"We were not able to legally provide the additional support BiFab was seeking," she said. "Had the majority shareholder been prepared to invest, that may have been different."
The best that can be said of BiFab going bust is that few workers stand to lose their jobs, as the yards have spent three years getting little more than necessary maintenance.
So not many hurt? Well, this goes much deeper than immediate job losses, and beyond 400-plus jobs that could have come from the contract it won.
The yards are totemic: they have been a vital sign that Scotland could gain from manufacturing for the green energy revolution. Without factories to build turbines or towers, though they were promised, there's now little prospect for steel fabrication - one product Scots made well for the offshore oil industry. If there was a strategy, it failed, repeatedly.
For platforms and turbines to be located off the coast of Fife, Angus and Aberdeenshire, it's cheaper to build in Asia, the Middle East and Spain. Scottish yards lacked the government support and subsidy that their rivals get. But that's too easy an excuse. They also lack the scale and efficiency of competitors, which required investment - public, private or both.
So what's being done about that? We're due to get a new manufacturing strategy from the Scottish government, imminently. The UK government has been talking about industrial strategy, with its focus on the north of England. Both will have a lot of heavy lifting to do if they're to raise the Scottish and UK game in industrial competitiveness.
Last week, BiFab said the Canadian owner had repeatedly offered to offload shares to the government at no cost. It said this would give the Scottish government - which owns a third of the company - more flexibility to back it.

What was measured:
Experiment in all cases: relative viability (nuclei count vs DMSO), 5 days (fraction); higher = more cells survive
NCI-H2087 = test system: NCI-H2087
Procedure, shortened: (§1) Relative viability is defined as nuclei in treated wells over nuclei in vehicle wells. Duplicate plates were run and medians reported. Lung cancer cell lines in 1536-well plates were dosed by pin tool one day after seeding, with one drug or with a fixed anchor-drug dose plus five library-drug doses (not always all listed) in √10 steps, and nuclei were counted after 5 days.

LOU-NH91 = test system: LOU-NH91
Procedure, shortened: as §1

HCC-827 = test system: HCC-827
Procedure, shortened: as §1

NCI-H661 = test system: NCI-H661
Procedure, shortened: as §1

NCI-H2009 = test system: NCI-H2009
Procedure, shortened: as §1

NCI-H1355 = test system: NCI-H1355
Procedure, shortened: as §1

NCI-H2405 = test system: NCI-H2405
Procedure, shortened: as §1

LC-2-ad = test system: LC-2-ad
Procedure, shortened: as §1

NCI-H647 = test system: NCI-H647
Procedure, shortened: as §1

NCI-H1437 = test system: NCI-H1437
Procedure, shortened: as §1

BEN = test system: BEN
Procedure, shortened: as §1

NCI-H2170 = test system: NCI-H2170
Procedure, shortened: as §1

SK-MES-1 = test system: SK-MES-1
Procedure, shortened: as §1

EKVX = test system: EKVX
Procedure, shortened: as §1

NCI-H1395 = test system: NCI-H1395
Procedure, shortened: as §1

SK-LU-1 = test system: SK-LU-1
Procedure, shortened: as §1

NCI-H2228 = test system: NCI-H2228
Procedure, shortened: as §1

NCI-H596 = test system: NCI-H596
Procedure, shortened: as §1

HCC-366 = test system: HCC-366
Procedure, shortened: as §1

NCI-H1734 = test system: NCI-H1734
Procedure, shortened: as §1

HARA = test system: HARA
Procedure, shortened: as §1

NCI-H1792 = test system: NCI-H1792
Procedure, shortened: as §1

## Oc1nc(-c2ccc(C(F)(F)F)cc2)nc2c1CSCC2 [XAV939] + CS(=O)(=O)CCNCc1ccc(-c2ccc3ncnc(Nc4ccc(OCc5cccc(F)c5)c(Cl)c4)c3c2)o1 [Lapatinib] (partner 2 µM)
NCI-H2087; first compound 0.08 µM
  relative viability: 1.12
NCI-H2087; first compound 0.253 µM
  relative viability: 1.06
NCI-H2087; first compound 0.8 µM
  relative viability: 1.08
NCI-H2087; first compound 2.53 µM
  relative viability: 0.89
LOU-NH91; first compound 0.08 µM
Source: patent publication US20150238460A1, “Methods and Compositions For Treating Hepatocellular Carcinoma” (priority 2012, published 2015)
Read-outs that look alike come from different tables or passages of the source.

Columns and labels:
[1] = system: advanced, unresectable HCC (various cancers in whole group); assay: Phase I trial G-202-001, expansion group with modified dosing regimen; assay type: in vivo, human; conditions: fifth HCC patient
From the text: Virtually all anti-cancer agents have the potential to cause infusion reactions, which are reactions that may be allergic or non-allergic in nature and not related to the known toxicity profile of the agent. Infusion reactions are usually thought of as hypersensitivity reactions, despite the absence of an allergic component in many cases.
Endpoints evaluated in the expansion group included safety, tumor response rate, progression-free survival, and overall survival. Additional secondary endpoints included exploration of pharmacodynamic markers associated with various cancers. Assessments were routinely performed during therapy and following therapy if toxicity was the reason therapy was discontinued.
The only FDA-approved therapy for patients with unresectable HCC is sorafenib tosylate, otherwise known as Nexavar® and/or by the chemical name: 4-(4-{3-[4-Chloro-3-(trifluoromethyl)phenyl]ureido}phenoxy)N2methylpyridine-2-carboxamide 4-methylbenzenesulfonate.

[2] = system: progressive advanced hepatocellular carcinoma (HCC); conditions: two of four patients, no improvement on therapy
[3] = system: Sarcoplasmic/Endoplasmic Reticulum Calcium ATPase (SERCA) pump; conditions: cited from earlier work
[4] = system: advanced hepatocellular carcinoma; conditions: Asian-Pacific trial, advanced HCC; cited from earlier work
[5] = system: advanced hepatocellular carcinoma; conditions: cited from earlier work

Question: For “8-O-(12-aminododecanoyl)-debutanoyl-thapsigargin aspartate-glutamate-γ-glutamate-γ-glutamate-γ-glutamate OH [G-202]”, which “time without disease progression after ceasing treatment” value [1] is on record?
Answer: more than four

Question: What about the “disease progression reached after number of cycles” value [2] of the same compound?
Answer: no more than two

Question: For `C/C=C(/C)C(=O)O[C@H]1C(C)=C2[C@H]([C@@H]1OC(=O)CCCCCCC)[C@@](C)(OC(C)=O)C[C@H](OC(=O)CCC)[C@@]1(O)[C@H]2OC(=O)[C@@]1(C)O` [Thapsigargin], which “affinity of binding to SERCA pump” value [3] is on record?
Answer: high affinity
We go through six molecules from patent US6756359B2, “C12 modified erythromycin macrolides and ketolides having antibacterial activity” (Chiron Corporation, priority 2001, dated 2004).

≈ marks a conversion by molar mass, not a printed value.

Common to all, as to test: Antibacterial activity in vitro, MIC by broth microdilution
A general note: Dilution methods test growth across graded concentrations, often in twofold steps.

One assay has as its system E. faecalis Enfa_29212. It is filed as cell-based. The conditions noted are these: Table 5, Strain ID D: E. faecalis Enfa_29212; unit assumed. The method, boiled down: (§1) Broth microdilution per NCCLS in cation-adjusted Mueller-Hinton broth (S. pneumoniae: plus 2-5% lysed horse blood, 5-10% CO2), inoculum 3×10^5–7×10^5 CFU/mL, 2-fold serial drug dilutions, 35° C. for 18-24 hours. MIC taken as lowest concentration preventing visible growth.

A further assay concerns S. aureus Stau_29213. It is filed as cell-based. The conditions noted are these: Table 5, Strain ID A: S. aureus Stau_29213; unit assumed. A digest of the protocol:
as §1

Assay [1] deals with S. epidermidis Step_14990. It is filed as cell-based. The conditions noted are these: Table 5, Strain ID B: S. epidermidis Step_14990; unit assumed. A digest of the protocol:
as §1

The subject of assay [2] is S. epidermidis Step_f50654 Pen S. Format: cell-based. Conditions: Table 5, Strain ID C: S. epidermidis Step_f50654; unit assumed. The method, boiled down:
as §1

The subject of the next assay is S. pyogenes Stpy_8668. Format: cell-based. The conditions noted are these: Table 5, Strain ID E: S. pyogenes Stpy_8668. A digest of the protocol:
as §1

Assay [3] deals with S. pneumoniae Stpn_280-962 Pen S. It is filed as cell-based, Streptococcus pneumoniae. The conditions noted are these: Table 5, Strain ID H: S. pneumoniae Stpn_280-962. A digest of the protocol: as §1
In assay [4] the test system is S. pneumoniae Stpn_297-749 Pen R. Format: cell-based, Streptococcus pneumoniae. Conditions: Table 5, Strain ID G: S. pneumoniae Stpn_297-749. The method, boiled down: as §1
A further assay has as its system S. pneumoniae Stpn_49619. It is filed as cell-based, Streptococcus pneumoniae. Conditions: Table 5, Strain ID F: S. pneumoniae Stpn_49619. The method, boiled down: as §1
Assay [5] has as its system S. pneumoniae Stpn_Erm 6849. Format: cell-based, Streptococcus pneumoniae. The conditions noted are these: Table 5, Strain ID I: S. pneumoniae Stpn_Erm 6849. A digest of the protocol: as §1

It said ministers' statements about it had been inaccurate or untruthful and JV Driver had agreed to become involved on the understanding that ministers would provide most of the finance required to win new contracts.
A joint working group has been set up with the UK government to explore how existing policy measures can be used to strengthen the renewables and clean energy supply chain in Scotland.
On Wednesday, MSPs voted to "condemn" the Scottish government's decision to withdraw financial guarantees and to call on them to "act now to secure the future" of the yards.
The motion, which was passed by 61-60, said the government was "risking Scotland's reputation as a green investment hub".
STUC general secretary Roz Foyer said the announcement was the latest stage in a "sorry saga of government and corporate failure with the victims being workers and their families from Fife to the Islands".
Scottish Greens energy spokesman Mark Ruskell said the news showed a "major dereliction of the Scottish government's duties on jobs and a green recovery" and made "a mockery" of their claims to have saved BiFab eight months ago.
Scottish Labour economy spokesman Alex Rowley said: "This terrible news will come as a hammer blow to workers across Scotland and exposes the fraud that is the SNP's claims of a renewables revolution."
Scottish Liberal Democrat leader Willie Rennie said: "The SNP government's incompetence has left an industrial wasteland. This was a golden opportunity to connect our battle against climate change with jobs in industrial communities across the country, but the government has wasted over £52m creating a couple of hundred temporary jobs."